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A Flood of Cosmetic Surgery Advertisements
By Choi Min-yeong
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Last week, I was watching commercials waiting for a movie to start at a theater in downtown Seoul. Among the ten commercials, two were ads for cosmetic surgery clinics. As soon as one commercial told us to undergo plastic surgery at their clinic for a unique face and not just another copy of a pretty face at the hands of the doctor--the so-called "medical twin"--another commercial seduced the audience to raise their value through plastic surgery telling us how a woman who once played a supporting role in her life became the star after surgery.

These commercials implanted the illusion that anyone could be reborn as a beauty through cosmetic surgery, but did not mention a single word about the side effects and risks. This was in contrast to the commercials for securities companies, which include a warning, "There is a risk of principal and investment losses." Although health and life are no less important than money, people are treating lightly the doctor's obligation to inform and the patient's right to know.

Advertisements for plastic surgery, which were once limited to fashion magazines, have dominated the public domain in just a few years due to the rapid growth of the cosmetic surgery market and overheated competition.

An advertisement of a cosmetic surgery clinic occupies a part of a subway station. The ad shows pictures of previous patients before and after surgery.



Not only do we see ads on the Internet and subways, but even public buses plastered with ads for cosmetic surgery play commercials whispering, "That's where she got hers done," between bus stop announcements. Now that these advertisements have entered the cinema, it looks like the final frontier may be public broadcasting.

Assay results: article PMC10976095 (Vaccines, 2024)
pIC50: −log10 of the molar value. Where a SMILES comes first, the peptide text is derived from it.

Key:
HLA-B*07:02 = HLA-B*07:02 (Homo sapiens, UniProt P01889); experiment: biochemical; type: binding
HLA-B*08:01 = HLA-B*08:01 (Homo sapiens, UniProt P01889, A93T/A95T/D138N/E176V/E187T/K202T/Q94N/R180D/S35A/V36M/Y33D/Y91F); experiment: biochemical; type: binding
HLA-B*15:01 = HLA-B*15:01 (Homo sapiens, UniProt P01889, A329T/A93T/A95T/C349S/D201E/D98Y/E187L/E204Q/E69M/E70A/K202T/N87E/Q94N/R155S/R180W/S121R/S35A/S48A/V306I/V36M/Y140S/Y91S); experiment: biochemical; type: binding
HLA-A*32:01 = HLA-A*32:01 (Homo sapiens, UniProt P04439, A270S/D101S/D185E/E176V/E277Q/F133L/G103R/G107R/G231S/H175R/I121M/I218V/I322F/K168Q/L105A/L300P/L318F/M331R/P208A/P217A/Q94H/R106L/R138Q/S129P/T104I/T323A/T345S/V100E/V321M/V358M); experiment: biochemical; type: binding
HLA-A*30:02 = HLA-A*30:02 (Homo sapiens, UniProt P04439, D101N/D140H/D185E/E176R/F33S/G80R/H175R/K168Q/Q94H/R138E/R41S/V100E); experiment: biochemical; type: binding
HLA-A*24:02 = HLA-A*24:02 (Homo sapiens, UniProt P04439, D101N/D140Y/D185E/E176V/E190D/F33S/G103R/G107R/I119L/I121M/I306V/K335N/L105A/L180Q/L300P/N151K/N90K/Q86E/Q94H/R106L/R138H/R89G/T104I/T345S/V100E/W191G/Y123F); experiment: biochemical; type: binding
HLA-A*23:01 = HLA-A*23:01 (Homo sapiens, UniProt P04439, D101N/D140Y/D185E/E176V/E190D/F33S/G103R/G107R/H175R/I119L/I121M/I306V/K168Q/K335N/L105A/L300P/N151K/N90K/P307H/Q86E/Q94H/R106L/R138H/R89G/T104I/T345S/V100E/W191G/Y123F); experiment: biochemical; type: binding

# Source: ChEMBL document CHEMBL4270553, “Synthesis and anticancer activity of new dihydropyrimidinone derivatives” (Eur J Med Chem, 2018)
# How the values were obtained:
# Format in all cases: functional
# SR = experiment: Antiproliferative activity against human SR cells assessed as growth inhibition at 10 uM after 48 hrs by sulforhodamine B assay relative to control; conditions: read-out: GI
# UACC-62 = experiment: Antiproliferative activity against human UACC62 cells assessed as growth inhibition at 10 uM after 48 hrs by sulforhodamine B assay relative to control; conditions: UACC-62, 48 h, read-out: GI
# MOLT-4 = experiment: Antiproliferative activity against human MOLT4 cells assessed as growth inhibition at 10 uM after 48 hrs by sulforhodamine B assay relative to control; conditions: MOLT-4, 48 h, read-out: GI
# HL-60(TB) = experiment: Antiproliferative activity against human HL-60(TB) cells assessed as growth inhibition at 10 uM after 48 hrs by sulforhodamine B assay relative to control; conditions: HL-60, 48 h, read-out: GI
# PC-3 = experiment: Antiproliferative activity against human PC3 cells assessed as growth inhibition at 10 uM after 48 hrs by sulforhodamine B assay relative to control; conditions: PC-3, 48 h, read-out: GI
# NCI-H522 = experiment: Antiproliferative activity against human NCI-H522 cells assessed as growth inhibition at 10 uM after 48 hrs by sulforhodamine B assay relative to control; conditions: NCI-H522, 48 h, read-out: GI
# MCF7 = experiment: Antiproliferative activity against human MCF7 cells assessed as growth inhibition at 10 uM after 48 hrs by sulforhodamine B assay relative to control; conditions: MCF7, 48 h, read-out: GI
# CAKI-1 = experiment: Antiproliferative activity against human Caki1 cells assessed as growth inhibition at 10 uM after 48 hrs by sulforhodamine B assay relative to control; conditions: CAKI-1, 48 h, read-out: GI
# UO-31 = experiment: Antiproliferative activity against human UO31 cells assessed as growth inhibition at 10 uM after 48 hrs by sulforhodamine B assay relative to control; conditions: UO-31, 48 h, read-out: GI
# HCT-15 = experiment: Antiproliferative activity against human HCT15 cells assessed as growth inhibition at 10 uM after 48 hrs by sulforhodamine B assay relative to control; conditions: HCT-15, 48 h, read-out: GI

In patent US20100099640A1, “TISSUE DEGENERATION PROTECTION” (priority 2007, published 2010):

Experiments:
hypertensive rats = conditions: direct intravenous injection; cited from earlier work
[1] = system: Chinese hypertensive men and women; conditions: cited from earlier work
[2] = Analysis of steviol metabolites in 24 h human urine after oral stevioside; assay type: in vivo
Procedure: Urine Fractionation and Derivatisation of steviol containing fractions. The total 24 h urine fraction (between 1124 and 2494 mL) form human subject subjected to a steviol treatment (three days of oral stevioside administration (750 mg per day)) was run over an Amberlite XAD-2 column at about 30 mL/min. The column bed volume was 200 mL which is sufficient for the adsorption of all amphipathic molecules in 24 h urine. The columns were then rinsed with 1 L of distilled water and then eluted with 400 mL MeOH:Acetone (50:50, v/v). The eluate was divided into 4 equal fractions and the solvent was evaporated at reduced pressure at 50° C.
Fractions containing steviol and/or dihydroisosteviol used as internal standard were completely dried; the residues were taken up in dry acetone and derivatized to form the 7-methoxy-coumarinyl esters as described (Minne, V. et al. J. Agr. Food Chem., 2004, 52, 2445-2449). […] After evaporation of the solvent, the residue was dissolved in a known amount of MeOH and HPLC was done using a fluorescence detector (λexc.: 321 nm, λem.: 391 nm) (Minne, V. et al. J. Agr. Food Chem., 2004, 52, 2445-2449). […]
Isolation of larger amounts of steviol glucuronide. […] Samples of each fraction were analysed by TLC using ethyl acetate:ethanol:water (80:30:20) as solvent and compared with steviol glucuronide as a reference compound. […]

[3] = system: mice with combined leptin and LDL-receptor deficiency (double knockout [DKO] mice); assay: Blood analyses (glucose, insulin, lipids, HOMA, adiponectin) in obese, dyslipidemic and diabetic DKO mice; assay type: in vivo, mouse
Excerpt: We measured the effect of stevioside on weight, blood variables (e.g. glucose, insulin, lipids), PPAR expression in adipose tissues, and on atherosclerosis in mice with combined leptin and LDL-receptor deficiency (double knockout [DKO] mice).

Actually, unofficially, public broadcasting has already promoted cosmetic surgery. Celebrities who have been absent for some time surely appear with a different face. A cable TV show which sponsors and provides cosmetic surgery worth millions of won to those who appear on the show is highly popular.

Lim In-sook, a professor of sociology at Korea University pointed out in her article "Uninformed Dangers in the Republic of Cosmetic Surgery" (2010) that "the advertisements mass-produced by the cosmetic surgery industry, adopt a strategy which injects the fantasy of a man-made beauty into the consumers and dispels the fear of surgery." If we explain this in terms of stock investment, they are attracting the individual investors--so-called "ants"--by advertising only the success stories in investment.

Since the 1990s, Korean cosmetic surgeons started defining the body which require corrections at the hands of plastic surgeons, persuaded people that the ideal of beauty could be achieved through their intervention, and promised the "beauty jackpot." But no one seems to be mentioning the problems. Problems with the silicone nose implants only came up after the cartilage transplant technique was introduced, and this has been how the industry dealt with most of its problems.

The United Kingdom is planning to introduce measures regulating excessive marketing of the cosmetic surgery industry this year. After a bitter experience with illegal breast implants in 2011, they judged that the existing system failed to protect the safety of the patient and the consumer.

In a draft report, Britain's National Health Service pointed out that the flood of cosmetic surgery advertising and "transformation" TV programs make light of cosmetic surgery and its related risks, while overly emphasizing the satisfaction following surgery.
This is not someone else's story. It is time for us to reconsider the overflowing cosmetic surgery advertisements.

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